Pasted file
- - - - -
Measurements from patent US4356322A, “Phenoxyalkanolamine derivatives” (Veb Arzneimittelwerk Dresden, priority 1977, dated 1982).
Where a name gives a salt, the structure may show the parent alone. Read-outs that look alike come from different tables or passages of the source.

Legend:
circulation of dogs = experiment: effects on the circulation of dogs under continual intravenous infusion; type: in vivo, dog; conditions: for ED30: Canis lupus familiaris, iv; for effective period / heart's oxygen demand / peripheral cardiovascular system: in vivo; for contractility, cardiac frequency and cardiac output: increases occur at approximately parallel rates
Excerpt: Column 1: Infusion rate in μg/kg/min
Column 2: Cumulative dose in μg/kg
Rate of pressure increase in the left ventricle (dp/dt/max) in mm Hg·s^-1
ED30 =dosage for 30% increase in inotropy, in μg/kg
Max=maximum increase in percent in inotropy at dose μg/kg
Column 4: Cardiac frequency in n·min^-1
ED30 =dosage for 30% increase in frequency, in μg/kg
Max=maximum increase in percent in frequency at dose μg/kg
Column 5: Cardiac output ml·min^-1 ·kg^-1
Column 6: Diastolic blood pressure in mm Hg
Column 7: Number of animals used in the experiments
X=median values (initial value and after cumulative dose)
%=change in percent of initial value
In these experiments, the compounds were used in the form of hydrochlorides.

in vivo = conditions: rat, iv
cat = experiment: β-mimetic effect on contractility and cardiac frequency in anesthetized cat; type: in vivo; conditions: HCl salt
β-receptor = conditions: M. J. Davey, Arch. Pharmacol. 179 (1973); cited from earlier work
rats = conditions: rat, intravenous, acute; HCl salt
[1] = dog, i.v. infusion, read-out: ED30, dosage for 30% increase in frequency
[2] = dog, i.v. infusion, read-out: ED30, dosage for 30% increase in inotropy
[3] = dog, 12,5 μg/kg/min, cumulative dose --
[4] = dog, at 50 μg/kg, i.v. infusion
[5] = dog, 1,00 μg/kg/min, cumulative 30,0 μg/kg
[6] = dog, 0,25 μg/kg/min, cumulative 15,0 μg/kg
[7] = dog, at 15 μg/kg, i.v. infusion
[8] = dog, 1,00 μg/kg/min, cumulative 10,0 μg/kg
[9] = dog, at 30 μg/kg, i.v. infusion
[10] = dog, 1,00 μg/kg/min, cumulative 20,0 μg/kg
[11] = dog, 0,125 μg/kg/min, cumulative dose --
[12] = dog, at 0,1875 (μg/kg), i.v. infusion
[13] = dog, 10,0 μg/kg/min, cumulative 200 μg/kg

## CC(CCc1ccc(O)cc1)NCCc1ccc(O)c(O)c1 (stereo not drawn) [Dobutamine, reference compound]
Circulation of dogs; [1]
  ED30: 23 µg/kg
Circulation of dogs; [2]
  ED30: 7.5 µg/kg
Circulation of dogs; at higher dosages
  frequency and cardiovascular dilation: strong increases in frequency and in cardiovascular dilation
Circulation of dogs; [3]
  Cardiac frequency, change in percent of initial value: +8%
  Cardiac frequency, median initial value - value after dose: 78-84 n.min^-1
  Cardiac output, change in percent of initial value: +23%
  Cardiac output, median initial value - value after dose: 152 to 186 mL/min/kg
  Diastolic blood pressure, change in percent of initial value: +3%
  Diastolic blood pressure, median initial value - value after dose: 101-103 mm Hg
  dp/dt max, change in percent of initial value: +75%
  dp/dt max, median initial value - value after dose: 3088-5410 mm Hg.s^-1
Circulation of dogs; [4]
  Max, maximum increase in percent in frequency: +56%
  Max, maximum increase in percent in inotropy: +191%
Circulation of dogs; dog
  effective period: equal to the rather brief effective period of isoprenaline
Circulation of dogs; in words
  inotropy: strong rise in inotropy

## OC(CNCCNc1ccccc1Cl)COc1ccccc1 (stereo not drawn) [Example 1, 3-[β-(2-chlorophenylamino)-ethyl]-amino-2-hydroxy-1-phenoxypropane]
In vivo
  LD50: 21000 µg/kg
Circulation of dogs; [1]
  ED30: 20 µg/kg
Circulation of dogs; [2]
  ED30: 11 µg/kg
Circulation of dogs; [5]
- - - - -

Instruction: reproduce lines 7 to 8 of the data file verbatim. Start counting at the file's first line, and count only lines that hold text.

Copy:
Rate of pressure increase in the left ventricle (dp/dt/max) in mm Hg·s^-1
ED30 =dosage for 30% increase in inotropy, in μg/kg